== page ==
On October 9, 2011, a New York Times headline read: “The Myth of Vote Fraud.” According to the editorial board, the wave of new laws passed in 19 states, designed to fight fraud at the ballot box, was merely another Republican retro-stunt to keep minorities from voting. Immediately, Democrats adopted the headline as a great election tactic.
So it was no coincidence that in preparation for the 2012 election the NAACP announced that there is no vote fraud in America. It petitioned the United Nations Human Rights Council — composed of many of America’s detractors — to intervene in our election process. According to the NAACP, laws passed in response to a clear and present danger to the integrity of the ballot box are Republican “Jim Crow” laws.
Why? Because, according to Ben Jealous, president of the NAACP, requiring a photo ID to vote is such an egregious assault focused only on minorities that the attorney general of the United States should intervene. And he did! In tandem with his long-time friend, Eric Holder launched a massive DOJ campaign to stop what he calls “vote suppression” laws — like requiring photo IDs at polling places. He has threatened to prosecute anyone — including democratic American states — who would dare require photo ID of minorities.
Launching lawsuits against various states, Holder claims that laws which ramp up ballot security are a danger to our democracy. He contends that minorities (read “Democrats”) disproportionately do not have, and cannot procure, photo IDs. Of course, no evidence has ever been presented for this whopper, nor has it been explained how this same group manages to receive and process disproportionate welfare help — even when the government requires serious photo proof of identification for each recipient.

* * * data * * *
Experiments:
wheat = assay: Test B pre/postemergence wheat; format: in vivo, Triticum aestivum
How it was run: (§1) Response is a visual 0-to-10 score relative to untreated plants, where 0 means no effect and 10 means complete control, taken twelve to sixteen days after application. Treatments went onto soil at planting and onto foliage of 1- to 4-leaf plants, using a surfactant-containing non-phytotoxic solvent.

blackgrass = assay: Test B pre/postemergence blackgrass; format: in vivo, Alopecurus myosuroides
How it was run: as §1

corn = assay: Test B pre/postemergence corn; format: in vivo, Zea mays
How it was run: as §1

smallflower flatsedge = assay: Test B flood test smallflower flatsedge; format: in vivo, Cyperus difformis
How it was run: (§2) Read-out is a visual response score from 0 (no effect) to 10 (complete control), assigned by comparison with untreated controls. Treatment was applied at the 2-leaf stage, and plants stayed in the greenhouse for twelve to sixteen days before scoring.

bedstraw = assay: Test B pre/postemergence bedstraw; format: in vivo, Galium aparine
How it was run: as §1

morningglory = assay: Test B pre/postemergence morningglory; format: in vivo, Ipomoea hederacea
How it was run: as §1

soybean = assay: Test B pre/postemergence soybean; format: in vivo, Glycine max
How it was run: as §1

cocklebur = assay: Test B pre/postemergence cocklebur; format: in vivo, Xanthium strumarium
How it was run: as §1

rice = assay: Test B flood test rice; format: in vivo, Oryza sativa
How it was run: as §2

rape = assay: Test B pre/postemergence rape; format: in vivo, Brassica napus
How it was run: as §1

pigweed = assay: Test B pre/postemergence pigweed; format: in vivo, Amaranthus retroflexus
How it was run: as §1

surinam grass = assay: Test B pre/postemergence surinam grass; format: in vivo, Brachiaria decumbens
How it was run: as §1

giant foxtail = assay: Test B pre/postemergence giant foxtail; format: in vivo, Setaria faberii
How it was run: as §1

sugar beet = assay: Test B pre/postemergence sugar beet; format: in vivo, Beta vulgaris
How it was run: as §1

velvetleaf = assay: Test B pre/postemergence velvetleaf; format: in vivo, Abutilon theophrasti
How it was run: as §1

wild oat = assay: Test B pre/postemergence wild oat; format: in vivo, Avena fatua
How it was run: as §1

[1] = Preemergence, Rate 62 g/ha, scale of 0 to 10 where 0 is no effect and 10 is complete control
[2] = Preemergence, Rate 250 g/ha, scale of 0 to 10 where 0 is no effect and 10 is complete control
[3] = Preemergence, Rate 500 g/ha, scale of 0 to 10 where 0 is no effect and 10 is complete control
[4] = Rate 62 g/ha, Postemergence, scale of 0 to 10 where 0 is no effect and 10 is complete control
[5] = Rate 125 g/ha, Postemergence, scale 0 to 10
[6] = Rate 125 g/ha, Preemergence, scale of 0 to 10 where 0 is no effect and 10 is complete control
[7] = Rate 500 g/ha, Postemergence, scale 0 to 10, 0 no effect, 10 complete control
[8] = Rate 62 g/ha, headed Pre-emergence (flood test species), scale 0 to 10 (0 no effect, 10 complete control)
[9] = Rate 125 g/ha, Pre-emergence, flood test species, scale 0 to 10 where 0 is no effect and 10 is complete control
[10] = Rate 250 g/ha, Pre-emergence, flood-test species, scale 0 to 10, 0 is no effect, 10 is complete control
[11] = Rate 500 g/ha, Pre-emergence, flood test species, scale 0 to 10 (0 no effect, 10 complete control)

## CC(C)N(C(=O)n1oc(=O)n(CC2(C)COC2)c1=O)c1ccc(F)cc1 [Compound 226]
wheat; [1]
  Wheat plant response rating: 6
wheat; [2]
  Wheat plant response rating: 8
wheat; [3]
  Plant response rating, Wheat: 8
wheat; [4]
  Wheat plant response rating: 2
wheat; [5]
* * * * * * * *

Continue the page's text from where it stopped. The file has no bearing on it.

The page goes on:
Remember, this was the same attorney general who dismissed a slam-dunk prosecution of the New Black Panthers for voter intimidation. (Think scary guys with billy clubs at a Philly precinct.)
The Democratic Party has promulgated talking points — fed to its sympathetic media machine buds — attacking any organization which a) alleges a vote fraud problem, or b) proposes even the most benign of ballot security measures, or c) demands a scrubbing of voting rolls. Even non-partisan organizations like “True the Vote”– dedicated to combating vote-theft – have been viciously attacked as subversive, back-of–the-bus carpetbaggers.